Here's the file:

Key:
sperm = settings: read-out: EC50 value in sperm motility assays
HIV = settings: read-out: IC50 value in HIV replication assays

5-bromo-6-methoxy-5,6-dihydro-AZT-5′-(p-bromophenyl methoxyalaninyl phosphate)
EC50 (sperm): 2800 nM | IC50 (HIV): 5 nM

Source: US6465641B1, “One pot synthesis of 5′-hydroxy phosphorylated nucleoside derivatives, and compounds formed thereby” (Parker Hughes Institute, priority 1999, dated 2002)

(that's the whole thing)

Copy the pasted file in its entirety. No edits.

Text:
Key:
sperm = settings: read-out: EC50 value in sperm motility assays
HIV = settings: read-out: IC50 value in HIV replication assays

5-bromo-6-methoxy-5,6-dihydro-AZT-5′-(p-bromophenyl methoxyalaninyl phosphate)
EC50 (sperm): 2800 nM | IC50 (HIV): 5 nM

Source: US6465641B1, “One pot synthesis of 5′-hydroxy phosphorylated nucleoside derivatives, and compounds formed thereby” (Parker Hughes Institute, priority 1999, dated 2002)